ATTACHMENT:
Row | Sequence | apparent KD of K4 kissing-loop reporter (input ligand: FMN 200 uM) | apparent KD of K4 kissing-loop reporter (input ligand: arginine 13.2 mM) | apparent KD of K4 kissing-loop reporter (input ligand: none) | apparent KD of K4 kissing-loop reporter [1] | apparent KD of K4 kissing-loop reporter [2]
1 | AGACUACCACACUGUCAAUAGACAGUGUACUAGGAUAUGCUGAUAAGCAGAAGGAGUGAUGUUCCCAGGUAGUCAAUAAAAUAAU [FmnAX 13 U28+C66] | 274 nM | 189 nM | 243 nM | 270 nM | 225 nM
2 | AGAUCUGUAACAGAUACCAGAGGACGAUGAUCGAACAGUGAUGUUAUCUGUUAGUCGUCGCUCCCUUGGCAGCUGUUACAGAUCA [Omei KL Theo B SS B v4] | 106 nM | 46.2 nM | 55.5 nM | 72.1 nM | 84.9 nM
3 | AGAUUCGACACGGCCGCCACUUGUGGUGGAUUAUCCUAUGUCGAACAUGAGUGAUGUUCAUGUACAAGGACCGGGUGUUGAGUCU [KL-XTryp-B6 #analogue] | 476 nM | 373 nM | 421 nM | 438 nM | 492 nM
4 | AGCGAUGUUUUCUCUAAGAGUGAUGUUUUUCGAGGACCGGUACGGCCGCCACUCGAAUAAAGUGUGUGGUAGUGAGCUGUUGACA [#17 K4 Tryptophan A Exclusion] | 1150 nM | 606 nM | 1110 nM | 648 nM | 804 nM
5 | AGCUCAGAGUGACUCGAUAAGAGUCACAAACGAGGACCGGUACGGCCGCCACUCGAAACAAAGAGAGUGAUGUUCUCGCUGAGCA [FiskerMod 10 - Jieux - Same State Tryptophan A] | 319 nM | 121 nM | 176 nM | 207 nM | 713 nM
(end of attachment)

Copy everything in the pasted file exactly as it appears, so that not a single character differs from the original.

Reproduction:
Row | Sequence | apparent KD of K4 kissing-loop reporter (input ligand: FMN 200 uM) | apparent KD of K4 kissing-loop reporter (input ligand: arginine 13.2 mM) | apparent KD of K4 kissing-loop reporter (input ligand: none) | apparent KD of K4 kissing-loop reporter [1] | apparent KD of K4 kissing-loop reporter [2]
1 | AGACUACCACACUGUCAAUAGACAGUGUACUAGGAUAUGCUGAUAAGCAGAAGGAGUGAUGUUCCCAGGUAGUCAAUAAAAUAAU [FmnAX 13 U28+C66] | 274 nM | 189 nM | 243 nM | 270 nM | 225 nM
2 | AGAUCUGUAACAGAUACCAGAGGACGAUGAUCGAACAGUGAUGUUAUCUGUUAGUCGUCGCUCCCUUGGCAGCUGUUACAGAUCA [Omei KL Theo B SS B v4] | 106 nM | 46.2 nM | 55.5 nM | 72.1 nM | 84.9 nM
3 | AGAUUCGACACGGCCGCCACUUGUGGUGGAUUAUCCUAUGUCGAACAUGAGUGAUGUUCAUGUACAAGGACCGGGUGUUGAGUCU [KL-XTryp-B6 #analogue] | 476 nM | 373 nM | 421 nM | 438 nM | 492 nM
4 | AGCGAUGUUUUCUCUAAGAGUGAUGUUUUUCGAGGACCGGUACGGCCGCCACUCGAAUAAAGUGUGUGGUAGUGAGCUGUUGACA [#17 K4 Tryptophan A Exclusion] | 1150 nM | 606 nM | 1110 nM | 648 nM | 804 nM
5 | AGCUCAGAGUGACUCGAUAAGAGUCACAAACGAGGACCGGUACGGCCGCCACUCGAAACAAAGAGAGUGAUGUUCUCGCUGAGCA [FiskerMod 10 - Jieux - Same State Tryptophan A] | 319 nM | 121 nM | 176 nM | 207 nM | 713 nM